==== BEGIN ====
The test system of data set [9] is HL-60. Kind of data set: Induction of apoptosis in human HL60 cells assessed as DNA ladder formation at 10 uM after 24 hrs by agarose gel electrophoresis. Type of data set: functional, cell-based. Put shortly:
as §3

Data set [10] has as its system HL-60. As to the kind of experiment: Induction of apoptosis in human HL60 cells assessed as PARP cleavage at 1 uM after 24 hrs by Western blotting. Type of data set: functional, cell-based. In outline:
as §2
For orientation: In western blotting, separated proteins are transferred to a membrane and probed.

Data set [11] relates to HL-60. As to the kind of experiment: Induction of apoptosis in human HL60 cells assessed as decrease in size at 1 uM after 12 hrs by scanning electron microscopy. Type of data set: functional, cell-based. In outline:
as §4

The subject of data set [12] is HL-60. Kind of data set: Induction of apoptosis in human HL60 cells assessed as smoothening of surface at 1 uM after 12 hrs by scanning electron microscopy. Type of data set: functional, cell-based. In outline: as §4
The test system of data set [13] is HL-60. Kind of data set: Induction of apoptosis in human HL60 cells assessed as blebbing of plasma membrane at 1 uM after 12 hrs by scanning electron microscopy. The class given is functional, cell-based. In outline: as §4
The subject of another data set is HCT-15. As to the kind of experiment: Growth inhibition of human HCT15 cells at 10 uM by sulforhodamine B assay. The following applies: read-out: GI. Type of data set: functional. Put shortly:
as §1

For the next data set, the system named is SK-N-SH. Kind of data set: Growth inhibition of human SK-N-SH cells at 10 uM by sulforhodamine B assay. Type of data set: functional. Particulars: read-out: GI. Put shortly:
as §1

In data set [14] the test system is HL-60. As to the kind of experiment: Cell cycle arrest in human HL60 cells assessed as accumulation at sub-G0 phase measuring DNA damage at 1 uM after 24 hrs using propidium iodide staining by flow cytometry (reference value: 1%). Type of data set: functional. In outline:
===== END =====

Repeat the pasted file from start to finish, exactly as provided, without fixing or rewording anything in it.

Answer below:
The test system of data set [9] is HL-60. Kind of data set: Induction of apoptosis in human HL60 cells assessed as DNA ladder formation at 10 uM after 24 hrs by agarose gel electrophoresis. Type of data set: functional, cell-based. Put shortly:
as §3

Data set [10] has as its system HL-60. As to the kind of experiment: Induction of apoptosis in human HL60 cells assessed as PARP cleavage at 1 uM after 24 hrs by Western blotting. Type of data set: functional, cell-based. In outline:
as §2
For orientation: In western blotting, separated proteins are transferred to a membrane and probed.

Data set [11] relates to HL-60. As to the kind of experiment: Induction of apoptosis in human HL60 cells assessed as decrease in size at 1 uM after 12 hrs by scanning electron microscopy. Type of data set: functional, cell-based. In outline:
as §4

The subject of data set [12] is HL-60. Kind of data set: Induction of apoptosis in human HL60 cells assessed as smoothening of surface at 1 uM after 12 hrs by scanning electron microscopy. Type of data set: functional, cell-based. In outline: as §4
The test system of data set [13] is HL-60. Kind of data set: Induction of apoptosis in human HL60 cells assessed as blebbing of plasma membrane at 1 uM after 12 hrs by scanning electron microscopy. The class given is functional, cell-based. In outline: as §4
The subject of another data set is HCT-15. As to the kind of experiment: Growth inhibition of human HCT15 cells at 10 uM by sulforhodamine B assay. The following applies: read-out: GI. Type of data set: functional. Put shortly:
as §1

For the next data set, the system named is SK-N-SH. Kind of data set: Growth inhibition of human SK-N-SH cells at 10 uM by sulforhodamine B assay. Type of data set: functional. Particulars: read-out: GI. Put shortly:
as §1

In data set [14] the test system is HL-60. As to the kind of experiment: Cell cycle arrest in human HL60 cells assessed as accumulation at sub-G0 phase measuring DNA damage at 1 uM after 24 hrs using propidium iodide staining by flow cytometry (reference value: 1%). Type of data set: functional. In outline: